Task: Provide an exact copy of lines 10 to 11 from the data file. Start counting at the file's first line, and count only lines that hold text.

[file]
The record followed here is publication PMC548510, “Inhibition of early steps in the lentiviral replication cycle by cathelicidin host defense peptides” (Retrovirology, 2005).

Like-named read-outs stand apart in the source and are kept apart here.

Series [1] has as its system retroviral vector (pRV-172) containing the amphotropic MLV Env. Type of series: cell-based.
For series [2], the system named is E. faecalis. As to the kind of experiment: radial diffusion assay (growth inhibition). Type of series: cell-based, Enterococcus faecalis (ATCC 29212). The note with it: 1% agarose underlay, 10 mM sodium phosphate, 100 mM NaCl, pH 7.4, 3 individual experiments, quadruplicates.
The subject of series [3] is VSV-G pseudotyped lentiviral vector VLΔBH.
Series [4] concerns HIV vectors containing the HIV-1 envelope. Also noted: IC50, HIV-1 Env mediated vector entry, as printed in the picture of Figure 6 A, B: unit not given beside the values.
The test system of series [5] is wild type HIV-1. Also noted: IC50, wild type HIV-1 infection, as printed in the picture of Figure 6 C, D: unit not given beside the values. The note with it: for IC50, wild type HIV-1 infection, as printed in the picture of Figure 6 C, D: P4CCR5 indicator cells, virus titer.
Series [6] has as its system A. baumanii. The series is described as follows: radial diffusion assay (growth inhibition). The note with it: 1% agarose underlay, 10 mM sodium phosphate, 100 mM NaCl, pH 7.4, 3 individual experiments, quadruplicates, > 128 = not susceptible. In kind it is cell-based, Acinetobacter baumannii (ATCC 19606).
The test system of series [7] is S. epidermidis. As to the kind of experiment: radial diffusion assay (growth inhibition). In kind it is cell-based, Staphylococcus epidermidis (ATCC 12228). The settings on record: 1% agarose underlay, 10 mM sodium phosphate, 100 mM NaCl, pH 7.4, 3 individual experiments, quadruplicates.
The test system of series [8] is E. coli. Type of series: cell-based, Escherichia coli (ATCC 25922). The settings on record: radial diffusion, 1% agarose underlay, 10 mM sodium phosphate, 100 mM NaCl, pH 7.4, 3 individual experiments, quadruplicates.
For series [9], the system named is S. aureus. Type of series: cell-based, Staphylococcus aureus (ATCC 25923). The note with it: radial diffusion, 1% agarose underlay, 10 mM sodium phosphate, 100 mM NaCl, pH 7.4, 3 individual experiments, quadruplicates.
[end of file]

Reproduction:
The test system of series [8] is E. coli. Type of series: cell-based, Escherichia coli (ATCC 25922). The settings on record: radial diffusion, 1% agarose underlay, 10 mM sodium phosphate, 100 mM NaCl, pH 7.4, 3 individual experiments, quadruplicates.
For series [9], the system named is S. aureus. Type of series: cell-based, Staphylococcus aureus (ATCC 25923). The note with it: radial diffusion, 1% agarose underlay, 10 mM sodium phosphate, 100 mM NaCl, pH 7.4, 3 individual experiments, quadruplicates.